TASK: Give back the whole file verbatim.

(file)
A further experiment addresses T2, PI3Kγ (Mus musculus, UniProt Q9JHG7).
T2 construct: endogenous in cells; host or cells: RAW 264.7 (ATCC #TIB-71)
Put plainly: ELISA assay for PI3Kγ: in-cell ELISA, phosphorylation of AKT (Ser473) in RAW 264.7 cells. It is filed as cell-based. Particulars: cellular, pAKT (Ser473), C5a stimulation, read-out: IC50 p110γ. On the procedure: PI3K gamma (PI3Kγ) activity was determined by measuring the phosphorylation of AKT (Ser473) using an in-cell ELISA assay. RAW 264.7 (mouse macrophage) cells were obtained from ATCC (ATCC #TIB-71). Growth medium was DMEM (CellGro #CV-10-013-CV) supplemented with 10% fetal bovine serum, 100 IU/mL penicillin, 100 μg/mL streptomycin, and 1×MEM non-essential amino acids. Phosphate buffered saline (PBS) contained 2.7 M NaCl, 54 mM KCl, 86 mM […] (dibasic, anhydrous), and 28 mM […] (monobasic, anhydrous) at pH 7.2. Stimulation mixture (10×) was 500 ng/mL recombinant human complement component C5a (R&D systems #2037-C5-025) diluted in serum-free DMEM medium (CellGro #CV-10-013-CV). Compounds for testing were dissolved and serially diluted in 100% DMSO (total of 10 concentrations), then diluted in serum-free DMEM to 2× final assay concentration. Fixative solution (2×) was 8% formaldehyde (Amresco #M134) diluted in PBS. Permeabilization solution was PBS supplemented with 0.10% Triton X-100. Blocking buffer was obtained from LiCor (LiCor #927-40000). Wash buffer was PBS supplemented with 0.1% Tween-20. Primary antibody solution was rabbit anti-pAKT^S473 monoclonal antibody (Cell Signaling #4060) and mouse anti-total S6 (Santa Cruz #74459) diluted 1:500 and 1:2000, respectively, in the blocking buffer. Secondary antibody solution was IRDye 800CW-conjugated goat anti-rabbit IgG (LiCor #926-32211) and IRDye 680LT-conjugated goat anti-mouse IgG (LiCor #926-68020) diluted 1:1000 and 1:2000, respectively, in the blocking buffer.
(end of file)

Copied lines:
A further experiment addresses T2, PI3Kγ (Mus musculus, UniProt Q9JHG7).
T2 construct: endogenous in cells; host or cells: RAW 264.7 (ATCC #TIB-71)
Put plainly: ELISA assay for PI3Kγ: in-cell ELISA, phosphorylation of AKT (Ser473) in RAW 264.7 cells. It is filed as cell-based. Particulars: cellular, pAKT (Ser473), C5a stimulation, read-out: IC50 p110γ. On the procedure: PI3K gamma (PI3Kγ) activity was determined by measuring the phosphorylation of AKT (Ser473) using an in-cell ELISA assay. RAW 264.7 (mouse macrophage) cells were obtained from ATCC (ATCC #TIB-71). Growth medium was DMEM (CellGro #CV-10-013-CV) supplemented with 10% fetal bovine serum, 100 IU/mL penicillin, 100 μg/mL streptomycin, and 1×MEM non-essential amino acids. Phosphate buffered saline (PBS) contained 2.7 M NaCl, 54 mM KCl, 86 mM […] (dibasic, anhydrous), and 28 mM […] (monobasic, anhydrous) at pH 7.2. Stimulation mixture (10×) was 500 ng/mL recombinant human complement component C5a (R&D systems #2037-C5-025) diluted in serum-free DMEM medium (CellGro #CV-10-013-CV). Compounds for testing were dissolved and serially diluted in 100% DMSO (total of 10 concentrations), then diluted in serum-free DMEM to 2× final assay concentration. Fixative solution (2×) was 8% formaldehyde (Amresco #M134) diluted in PBS. Permeabilization solution was PBS supplemented with 0.10% Triton X-100. Blocking buffer was obtained from LiCor (LiCor #927-40000). Wash buffer was PBS supplemented with 0.1% Tween-20. Primary antibody solution was rabbit anti-pAKT^S473 monoclonal antibody (Cell Signaling #4060) and mouse anti-total S6 (Santa Cruz #74459) diluted 1:500 and 1:2000, respectively, in the blocking buffer. Secondary antibody solution was IRDye 800CW-conjugated goat anti-rabbit IgG (LiCor #926-32211) and IRDye 680LT-conjugated goat anti-mouse IgG (LiCor #926-68020) diluted 1:1000 and 1:2000, respectively, in the blocking buffer.